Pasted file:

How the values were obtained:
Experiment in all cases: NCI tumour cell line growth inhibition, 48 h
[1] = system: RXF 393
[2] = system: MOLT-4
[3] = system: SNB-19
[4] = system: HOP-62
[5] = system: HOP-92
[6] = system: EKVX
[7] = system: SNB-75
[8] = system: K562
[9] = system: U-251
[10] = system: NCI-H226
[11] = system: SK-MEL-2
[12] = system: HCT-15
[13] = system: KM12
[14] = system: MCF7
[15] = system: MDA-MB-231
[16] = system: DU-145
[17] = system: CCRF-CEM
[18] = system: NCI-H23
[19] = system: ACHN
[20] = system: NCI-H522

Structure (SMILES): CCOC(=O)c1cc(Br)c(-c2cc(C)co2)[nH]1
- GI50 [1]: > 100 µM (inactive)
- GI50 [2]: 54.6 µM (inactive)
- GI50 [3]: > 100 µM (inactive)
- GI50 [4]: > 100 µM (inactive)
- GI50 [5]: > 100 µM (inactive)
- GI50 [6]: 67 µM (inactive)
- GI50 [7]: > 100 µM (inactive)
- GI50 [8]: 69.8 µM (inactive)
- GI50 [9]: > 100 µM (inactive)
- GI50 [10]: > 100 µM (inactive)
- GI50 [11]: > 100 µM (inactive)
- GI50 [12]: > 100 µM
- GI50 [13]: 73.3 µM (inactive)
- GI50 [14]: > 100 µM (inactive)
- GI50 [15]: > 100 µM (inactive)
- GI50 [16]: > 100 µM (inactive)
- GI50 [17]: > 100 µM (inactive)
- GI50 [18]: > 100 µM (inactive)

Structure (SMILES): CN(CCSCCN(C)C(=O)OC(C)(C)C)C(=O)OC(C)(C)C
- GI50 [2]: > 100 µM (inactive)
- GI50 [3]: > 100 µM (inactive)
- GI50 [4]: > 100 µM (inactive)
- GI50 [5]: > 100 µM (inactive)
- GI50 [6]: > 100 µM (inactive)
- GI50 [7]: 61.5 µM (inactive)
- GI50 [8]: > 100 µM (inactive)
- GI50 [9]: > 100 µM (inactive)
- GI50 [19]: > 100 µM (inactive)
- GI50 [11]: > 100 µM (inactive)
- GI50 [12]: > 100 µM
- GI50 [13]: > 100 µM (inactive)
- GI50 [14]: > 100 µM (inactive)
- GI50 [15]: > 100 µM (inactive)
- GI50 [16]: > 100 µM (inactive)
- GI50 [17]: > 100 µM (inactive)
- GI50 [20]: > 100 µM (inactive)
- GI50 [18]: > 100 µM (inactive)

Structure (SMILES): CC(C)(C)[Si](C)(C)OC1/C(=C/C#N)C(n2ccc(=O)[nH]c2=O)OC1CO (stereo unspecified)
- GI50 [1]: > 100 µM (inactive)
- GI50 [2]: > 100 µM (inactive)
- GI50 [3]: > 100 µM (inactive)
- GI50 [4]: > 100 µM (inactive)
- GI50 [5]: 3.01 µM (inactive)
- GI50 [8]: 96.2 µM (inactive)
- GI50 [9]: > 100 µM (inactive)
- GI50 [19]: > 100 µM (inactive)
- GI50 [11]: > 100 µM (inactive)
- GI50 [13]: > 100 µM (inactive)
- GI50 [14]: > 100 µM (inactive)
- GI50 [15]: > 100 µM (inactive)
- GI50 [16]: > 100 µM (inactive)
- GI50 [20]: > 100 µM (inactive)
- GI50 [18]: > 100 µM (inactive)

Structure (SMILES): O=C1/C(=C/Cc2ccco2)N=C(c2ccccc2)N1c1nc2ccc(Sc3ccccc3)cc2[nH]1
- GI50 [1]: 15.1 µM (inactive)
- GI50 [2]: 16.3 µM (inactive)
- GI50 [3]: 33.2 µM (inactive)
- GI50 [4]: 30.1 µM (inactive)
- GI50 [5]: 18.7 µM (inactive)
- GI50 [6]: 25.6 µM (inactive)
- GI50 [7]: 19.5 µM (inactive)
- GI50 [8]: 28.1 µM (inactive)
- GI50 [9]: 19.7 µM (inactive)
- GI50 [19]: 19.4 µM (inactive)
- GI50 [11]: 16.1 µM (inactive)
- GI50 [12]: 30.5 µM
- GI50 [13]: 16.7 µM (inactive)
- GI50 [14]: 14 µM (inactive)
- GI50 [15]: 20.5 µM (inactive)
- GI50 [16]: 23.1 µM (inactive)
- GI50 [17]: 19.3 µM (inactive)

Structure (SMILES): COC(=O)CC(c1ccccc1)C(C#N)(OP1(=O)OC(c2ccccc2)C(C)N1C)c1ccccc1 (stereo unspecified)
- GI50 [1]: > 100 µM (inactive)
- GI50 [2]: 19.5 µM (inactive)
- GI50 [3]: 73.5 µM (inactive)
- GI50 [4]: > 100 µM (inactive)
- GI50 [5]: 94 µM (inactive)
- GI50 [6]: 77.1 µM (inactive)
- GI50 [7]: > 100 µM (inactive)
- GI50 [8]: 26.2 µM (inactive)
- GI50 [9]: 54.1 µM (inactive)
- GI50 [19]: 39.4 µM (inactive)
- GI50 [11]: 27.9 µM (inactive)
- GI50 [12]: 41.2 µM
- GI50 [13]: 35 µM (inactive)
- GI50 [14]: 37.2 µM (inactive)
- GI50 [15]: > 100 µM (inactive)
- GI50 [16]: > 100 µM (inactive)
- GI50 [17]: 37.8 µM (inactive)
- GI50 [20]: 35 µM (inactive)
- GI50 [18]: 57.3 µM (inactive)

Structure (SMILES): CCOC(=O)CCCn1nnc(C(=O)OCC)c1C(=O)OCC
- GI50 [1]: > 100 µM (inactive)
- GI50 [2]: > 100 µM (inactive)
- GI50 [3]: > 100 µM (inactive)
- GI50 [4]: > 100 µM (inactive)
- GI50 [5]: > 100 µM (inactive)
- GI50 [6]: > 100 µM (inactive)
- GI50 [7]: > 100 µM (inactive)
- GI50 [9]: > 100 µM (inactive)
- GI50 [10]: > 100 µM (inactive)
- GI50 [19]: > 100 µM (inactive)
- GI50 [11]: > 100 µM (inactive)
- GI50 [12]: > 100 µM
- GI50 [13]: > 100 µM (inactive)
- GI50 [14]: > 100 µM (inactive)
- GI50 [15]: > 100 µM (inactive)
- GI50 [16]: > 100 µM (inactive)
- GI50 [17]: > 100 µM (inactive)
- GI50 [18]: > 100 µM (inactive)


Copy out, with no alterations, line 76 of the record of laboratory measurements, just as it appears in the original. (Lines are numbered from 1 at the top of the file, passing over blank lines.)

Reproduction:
- GI50 [18]: > 100 µM (inactive)